Rose was sentenced to 6 years in jail and died eventually in Poland where he had been born; Gouzenko was given a new identity (in public appearances such as the television quiz show Front Page Challenge he always wore a hood) and police protection. He eventually became an author and won a Governor-General’s prize for a 1954 novel. He died in a Toronto suburb in 1982.

The Gouzenko revelations led to further investigations of Soviet spying in the USA and Britain and helped to begin the period of frosty relations known as the Cold War.

September 4

1928 Birth of the First Darrin

Richard “Dick” York was an Indiana lad who became a juvenile radio and film star in the 1940s. He appeared in numerous productions including Inherit the Wind, The Twilight Zone, and The Untouchables before winning television immortality as Darrin Stevens in Bewitched. For five seasons, starting in 1964, he played the hapless mortal suburban husband alongside the gorgeous Elizabeth Montgomery as his witch wife Samantha and the less than gorgeous Agnes Moorhead as his irritating mother-in-law Endora.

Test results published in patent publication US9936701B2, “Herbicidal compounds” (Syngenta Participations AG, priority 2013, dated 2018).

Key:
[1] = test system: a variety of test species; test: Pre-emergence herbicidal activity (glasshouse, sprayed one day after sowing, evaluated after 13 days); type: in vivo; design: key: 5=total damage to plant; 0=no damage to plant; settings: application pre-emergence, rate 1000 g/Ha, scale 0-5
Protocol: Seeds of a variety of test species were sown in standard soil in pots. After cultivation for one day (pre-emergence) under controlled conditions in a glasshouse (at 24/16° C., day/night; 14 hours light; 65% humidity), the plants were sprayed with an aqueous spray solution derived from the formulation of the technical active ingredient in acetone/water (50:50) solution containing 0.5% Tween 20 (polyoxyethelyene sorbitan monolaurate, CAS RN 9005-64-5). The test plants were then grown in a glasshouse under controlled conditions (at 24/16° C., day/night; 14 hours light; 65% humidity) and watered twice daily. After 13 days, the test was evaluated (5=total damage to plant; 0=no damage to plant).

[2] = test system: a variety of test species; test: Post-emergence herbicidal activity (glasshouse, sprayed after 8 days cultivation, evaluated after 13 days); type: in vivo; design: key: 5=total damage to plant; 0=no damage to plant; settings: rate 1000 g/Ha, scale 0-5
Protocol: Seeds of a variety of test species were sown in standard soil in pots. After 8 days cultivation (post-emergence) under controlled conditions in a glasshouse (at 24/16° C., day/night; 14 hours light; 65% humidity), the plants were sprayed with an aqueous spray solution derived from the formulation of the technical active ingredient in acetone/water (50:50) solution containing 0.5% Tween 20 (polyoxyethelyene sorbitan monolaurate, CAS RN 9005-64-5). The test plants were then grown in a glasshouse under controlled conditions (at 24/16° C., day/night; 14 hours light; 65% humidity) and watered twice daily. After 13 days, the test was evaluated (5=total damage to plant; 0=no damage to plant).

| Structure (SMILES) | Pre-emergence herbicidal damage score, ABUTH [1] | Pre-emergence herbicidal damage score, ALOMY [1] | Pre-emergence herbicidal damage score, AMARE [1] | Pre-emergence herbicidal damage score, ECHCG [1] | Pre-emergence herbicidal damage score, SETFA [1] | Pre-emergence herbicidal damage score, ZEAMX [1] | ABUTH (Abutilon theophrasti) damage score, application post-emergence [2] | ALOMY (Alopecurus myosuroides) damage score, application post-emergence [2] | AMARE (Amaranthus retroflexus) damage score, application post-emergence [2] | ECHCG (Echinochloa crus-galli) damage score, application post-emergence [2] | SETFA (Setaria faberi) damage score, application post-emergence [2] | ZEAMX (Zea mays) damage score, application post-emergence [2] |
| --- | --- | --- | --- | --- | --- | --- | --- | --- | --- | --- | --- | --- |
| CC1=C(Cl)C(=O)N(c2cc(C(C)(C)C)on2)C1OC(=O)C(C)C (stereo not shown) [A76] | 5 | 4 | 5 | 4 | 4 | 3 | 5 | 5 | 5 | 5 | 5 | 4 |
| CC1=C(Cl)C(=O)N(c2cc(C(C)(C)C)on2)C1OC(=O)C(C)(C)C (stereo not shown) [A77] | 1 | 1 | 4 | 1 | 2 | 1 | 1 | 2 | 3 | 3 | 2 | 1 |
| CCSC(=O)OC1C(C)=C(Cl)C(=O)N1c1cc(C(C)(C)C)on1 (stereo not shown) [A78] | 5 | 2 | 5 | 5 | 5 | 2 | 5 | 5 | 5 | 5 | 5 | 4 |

In 1959 while filming the western They Came to Cordura with Gary Cooper and Rita Hayworth, York had suffered a permanent and painful back injury, which he treated with ever-higher doses of prescription painkillers. York lived with the pain during the production of the first few seasons of Bewitched with the studio building him a slanted wall that he could lean against between takes but by the fourth season he could scarcely stand and had to be filmed seated or in bed. During filming in 1969 he collapsed and decided that he could no longer continue. He was replaced by Dick Sargent (always known as “the second Darrin”).

York battled pain, addiction, and emphysema, managing a brief comeback in 1983 and establishing Acting for Life, a charity for the homeless. He died in 1992.

September 3

1879 The Assault on the Kabul Residency

Given the current brouhaha in Afghanistan it may be worthwhile to consider the events taking place in Kabul on this date in 1879.

The British Raj never felt secure in its hold on northwest India unless it had made a satisfactory arrangement in Afghanistan from which, for uncounted centuries, tribal raiders had emerged to feast on their peaceful neighbours. The East India Company and its armies made numerous forays into the country, some successful, some disastrous. In 1842 a 16,000 man army under General Elphinstone was massacred in the first Retreat from Kabul. Bribery was often a more effective to buy peace on the border.